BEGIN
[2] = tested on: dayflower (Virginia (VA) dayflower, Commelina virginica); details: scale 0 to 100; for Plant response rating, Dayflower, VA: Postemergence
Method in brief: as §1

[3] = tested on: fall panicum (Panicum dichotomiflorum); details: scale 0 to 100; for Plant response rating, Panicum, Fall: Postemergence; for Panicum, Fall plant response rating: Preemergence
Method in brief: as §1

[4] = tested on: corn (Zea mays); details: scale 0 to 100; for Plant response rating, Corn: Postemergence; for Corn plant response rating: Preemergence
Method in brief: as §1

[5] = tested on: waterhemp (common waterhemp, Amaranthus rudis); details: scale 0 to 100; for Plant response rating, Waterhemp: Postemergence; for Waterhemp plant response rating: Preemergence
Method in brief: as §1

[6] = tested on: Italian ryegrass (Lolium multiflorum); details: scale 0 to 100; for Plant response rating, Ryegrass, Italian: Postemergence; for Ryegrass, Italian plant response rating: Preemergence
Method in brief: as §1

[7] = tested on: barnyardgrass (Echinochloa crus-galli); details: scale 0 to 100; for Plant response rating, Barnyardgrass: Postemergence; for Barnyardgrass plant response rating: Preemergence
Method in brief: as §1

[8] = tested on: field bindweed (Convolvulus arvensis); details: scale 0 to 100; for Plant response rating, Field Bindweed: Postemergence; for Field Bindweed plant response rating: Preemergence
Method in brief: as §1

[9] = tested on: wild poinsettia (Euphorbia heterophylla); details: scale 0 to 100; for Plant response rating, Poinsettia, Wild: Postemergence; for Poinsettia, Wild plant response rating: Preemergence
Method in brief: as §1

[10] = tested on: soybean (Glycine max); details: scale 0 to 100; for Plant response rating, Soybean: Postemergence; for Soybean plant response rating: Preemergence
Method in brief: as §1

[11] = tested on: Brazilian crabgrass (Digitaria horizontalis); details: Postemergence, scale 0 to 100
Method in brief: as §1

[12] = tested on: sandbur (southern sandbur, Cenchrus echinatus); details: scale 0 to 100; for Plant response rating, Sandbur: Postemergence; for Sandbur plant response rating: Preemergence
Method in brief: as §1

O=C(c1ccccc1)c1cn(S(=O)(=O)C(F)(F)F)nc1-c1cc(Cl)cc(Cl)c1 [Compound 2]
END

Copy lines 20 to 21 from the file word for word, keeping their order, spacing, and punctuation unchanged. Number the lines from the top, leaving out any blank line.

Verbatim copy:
Method in brief: as §1

[12] = tested on: sandbur (southern sandbur, Cenchrus echinatus); details: scale 0 to 100; for Plant response rating, Sandbur: Postemergence; for Sandbur plant response rating: Preemergence